python, bytecode, and read-only containers

Upon first access, python compiles .py code into bytecode and stores it in .pyc files. Subsequent uses of those python sources are read from the .pyc files without needing to re-compile. This make startup time, but not runtime, faster.

But what about read-only filesystems? If python is running on a read-only filesystem no .pyc files are written and every use of a .py file involves compiling the code afresh. Everything works, the startup time of a script is just a little slower.

Read-only filesystems within a container are a security best practice in production environments. Often in kubernetes deployment manifests you might see something like:

readOnlyRootFilesystem: true

And if you’re running python only once within the container, the container has a little bit of overhead at startup as it compiles into bytecode and then everything is in memory and off it goes. But if you’re running python multiple times, or want to make even the single run start faster, we can pre-compile the code when we build the container with the built-in python compileall library.

# Compile code on sys.path (includes system packages and CWD):
RUN python -c "import compileall; compileall.compile_path(maxlevels=10)"

# Compile code in a directory:
RUN python -m compileall /path/to/code

This moves the compilation overhead to the container build where it happens once, and out of the startup.

Thanks to Itamar Turner-Trauring at for their excellent Production-ready Docker packaging for Python slide deck with this gem.

poetry auth via .netrc

poetry, the python package manager, provides several ways of authenticating against a repository. What isn’t explicitly documented, because it’s an implicit dependency, is that poetry can also use the ~/.netrc file for authentication when fetching packages.

poetry uses requests under the covers, and requests falls back to the ~/.netrc file. This is the same fallback method for pip for the same reason.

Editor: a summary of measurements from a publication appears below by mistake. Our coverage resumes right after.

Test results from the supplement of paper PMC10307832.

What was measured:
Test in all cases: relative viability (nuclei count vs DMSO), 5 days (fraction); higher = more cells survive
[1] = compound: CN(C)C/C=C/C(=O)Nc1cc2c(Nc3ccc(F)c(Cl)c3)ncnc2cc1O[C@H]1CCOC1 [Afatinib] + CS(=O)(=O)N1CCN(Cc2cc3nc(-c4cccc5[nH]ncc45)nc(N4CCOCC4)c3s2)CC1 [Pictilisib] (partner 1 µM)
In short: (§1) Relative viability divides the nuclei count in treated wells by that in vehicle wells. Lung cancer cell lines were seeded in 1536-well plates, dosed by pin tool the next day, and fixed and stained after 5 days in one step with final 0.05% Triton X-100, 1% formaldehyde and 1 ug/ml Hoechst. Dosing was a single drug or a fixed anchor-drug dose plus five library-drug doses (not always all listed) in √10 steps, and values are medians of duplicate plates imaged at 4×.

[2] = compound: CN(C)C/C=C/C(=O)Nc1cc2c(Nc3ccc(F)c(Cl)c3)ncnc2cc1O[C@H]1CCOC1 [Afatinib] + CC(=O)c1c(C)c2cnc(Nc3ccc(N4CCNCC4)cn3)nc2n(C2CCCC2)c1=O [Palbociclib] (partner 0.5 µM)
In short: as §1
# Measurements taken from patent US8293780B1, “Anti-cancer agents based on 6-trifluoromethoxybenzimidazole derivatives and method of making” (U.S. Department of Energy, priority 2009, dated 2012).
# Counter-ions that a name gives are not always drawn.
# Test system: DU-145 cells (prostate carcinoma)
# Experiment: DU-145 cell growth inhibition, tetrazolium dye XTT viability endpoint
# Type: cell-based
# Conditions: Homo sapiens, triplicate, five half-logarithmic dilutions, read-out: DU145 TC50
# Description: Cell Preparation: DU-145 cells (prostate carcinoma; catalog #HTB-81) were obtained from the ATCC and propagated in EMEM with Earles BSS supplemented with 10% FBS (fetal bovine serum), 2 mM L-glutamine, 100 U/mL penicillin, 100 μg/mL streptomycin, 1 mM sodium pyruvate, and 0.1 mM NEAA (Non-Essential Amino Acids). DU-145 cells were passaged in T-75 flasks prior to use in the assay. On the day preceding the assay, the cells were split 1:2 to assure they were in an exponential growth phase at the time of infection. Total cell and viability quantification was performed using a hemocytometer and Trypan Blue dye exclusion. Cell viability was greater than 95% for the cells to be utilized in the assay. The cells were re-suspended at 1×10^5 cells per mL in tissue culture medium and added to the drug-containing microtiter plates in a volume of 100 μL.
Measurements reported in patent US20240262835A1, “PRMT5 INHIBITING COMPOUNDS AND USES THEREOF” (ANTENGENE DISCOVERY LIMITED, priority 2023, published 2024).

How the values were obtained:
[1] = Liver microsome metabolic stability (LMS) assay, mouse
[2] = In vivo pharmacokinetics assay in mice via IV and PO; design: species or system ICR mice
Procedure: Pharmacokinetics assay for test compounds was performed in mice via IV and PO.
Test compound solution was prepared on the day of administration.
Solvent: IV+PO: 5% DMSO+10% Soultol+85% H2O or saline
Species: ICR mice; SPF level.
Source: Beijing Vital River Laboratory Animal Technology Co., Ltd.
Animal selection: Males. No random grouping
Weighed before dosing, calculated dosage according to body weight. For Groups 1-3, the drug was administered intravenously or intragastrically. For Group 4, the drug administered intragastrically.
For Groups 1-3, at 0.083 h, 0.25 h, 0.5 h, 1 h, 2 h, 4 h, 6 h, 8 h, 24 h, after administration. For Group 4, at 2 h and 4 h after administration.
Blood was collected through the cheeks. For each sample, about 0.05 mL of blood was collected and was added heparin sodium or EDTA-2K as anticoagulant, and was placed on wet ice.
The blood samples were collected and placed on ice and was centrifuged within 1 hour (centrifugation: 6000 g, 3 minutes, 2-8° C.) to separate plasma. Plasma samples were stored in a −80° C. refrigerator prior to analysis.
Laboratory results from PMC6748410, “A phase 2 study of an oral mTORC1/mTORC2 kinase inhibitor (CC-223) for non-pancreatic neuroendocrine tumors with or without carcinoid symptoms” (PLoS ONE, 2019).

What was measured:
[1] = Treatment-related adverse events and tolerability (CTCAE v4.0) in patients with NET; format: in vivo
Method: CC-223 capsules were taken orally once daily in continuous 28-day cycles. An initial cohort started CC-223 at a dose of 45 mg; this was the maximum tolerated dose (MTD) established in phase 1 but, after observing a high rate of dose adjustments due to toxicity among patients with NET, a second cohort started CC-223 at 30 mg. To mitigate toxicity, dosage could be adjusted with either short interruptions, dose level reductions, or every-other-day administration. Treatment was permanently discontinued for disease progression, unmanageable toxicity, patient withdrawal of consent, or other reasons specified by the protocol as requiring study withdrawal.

There are several (probably bad) reasons why someone would want to do this vs one of the explicit methods given by poetry. One that comes to mind is needing to install python packages from a private repository from inside a docker container by simply volume mapping the host’s ~/.netrc file to have poetry use the right creds.

This approach probably won’t work when publishing packages — caveat emptor.

While I’m not suggesting that this is a best practice, it’s good to know that it’s an available method in some extreme edge cases.

Accessing Ubuntu desktop UI over SSH+VNC

During this pandemic I’m working from home on my Mac laptop and accessing things on my Ubuntu 18.04-based Linux desktop in the office. For most things this is fine via SSH or sshfs, but there are times you just need access to the desktop UI to get things done.

Specifically I had a 500 MB OVA that I needed to upload to an ESXi system — both of which are in the office. I could have downloaded the OVA to my laptop over the VPN, then uploaded it back over the VPN to ESXi but that is both slow, tedious, and wasteful. Instead after a bit of googling I figured out how to get a VNC client on my Mac securely accessing my work Xwindows display and do it all local to the office:

On your desktop, install x11vnc:

sudo apt install x11vnc

On your home computer, open an SSH tunnel and start the viewer on your remote system (below as $HOSTNAME):

ssh -t -L 5900:localhost:5900 $HOSTNAME 'x11vnc -localhost -display :0'

Then start a VNC viewer on your home computer (on MacOS I recommend RealVNC) and connect to localhost:5900

Security advisory: when accessing your desktop like this your computer is unlocked and accessible by keyboard and mouse to users who wander by your desk. Granted, in a pandemic when everyone is working from home is this really a problem? Lock your computer when you’re done as if you were walking away from your desk and you’ll be fine.

Creating aspell dictionary packages for Ubuntu

There are many aspell dictionary packages available for Ubuntu, but not all of them. If you’re a somewhat esoteric project like Distributed Proofreaders, you may discover that you need things like the Latin aspell dictionary (aspell-la) which I can’t seem to find packaged anywhere.

Installing from source

It’s super easy and perfectly possible to install any of the aspell dictionaries directly. Just fetch the file, configure, make, and make install and you’re golden: